The start of Encana Corp.'s Deep Panuke offshore natural-gas project, which could have offset some lost Sable supply, has been delayed from early 2013 to possibly midyear, the EIA said. Additionally, stronger demand in Canada also has limited available supply from Sable.

Because of a lack of local storage facilities, high-season demand, and a lack of locally produced gas along with remoteness from the rest of the North American gas-transmission grid, New England has historically relied strongly on Liquid Natural Gas (LNG) imports, including supply from Trinidad and Tobago and Yemen. Since November 2010, 25% of New England's daily gas demand has been met by LNG, and it has spiked to as high as 60% in winter.
The supply snags come as natural gas for power use is rising in New England. The EIA said gas use for power generation in the region was up 3% from a year earlier in the first 10 months of 2012.

Here is the complete Fox Business News Report.

 

Supply strain will be relieved through shale gas production and easing weather conditions. – Dimitris Kapsis, Executive Vice President and Chief Energy Officer, AUM

Natural gas production through conventional vertical rigs has decreased substantially over the last couple of years while production from horizontal rigs (shale gas) has in turn increased substantially.   Overall production of natural gas has decreased approximately 1% year over year while the natural gas storage numbers are still on the high end compared to the five year average.  The recent cold spell that is engulfing the Midwest and eventually the East will exercise some upward price pressure but if NOAA’s forecast for February and March calling for warmer than normal temperatures holds true we will exit the heating season with record high natural gas storage numbers.  The upcoming spring season might experience another buying opportunity for natural gas and electric commodity.
 
New England is a volatile market when it comes to natural gas and electricity because it is the last major market in the supply lines of natural gas originating from Henry Hub in Louisiana.  New England and especially the surrounding areas of Boston do not use diesel fuel for heating as much as their counterparts in NYC and DC so capacity issues in the Boston market especially during peak hours are substantial.  With the lower pricing of natural gas over the last few years and especially 2012 many electric generators have switched to natural gas as their fuel of choice creating additional constraints on the supply grid.  The close proximity of shale gas production in PA and NY provide an opportunity for the New England market for additional sources of natural gas delivery.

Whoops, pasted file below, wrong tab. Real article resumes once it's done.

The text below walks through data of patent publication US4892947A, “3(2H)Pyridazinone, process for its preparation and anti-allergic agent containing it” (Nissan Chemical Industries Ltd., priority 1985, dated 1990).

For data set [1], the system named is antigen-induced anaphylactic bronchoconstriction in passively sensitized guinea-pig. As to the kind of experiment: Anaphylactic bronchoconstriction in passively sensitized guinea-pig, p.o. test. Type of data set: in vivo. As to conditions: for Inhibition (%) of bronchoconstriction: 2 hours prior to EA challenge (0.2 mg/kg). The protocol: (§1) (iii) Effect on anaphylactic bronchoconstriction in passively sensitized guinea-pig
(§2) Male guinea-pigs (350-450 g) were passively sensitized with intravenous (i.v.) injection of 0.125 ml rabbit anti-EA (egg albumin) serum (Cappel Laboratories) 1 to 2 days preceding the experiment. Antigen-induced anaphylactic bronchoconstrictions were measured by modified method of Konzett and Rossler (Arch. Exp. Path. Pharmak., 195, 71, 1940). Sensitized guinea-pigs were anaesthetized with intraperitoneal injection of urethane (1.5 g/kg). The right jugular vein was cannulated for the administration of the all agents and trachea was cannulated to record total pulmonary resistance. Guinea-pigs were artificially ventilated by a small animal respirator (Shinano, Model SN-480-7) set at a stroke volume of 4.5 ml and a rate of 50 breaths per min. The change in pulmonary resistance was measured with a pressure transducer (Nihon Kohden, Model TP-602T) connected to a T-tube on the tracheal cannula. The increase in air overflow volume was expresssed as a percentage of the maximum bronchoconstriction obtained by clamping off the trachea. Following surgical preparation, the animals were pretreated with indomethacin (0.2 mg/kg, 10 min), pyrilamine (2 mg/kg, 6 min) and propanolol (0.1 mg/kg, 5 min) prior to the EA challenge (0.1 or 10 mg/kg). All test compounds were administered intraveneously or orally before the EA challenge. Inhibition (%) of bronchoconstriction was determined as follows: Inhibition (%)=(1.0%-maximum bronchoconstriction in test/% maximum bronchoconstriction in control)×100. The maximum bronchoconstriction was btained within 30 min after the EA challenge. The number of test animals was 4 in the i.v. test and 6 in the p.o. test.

Overall natural gas pricing at current low levels is not sustainable for the long term, eventually the laws of supply and demand will kick in and stabilize the market at a level acceptable by both producers and buyers.  What we do not see is pricing reaching the high levels of 2007-2008 where natural gas pricing reached $1.50 per therm.


You can protect yourself from market volatility with AUM Energy Procurement Services

AUM Energy Procurement Services evaluates your potential for reducing expense by purchasing natural gas and/or electricity through a deregulated supplier. This is part of AUM’s comprehensive suite of Energy Management Services designed specifically with multifamily in mind. In 2012, AUM was able to save Multifamily customers over $2.5 million in energy costs through its Procurement Services with an increase in portfolio property values of over $35 Million.

Find Out How


Tags: Energy cost, Utility expense Management, Energy management, Energy procurement, Market alert, Energy rates, Utilities, Energy market, Case study, Electricity, Fossil fuels

Shopping for power: Fix, float, or custom-fit your energy procurement contracts

Posted by Dimitris Kapsis on Wed, Jan 26, 2011 @ 04:01 PM

Blogpic66If you’re operating your business in New York, Texas, California or one of the many other states with deregulated electricity and/or natural gas markets, you might still be trying to understand how to capitalize on these supply opportunities. After decades of monopoly-like pricing, energy market deregulation continues to spread across the U.S.

The energy industry was one of many in the U.S. to become regulated by the federal government in the late 19th and early 20th century. For all intensive purposes, public utilities became legal monopolies at this time. By removing competitors from the market, the number of overhead electrical wires and underground natural gas pipes was kept to a minimum.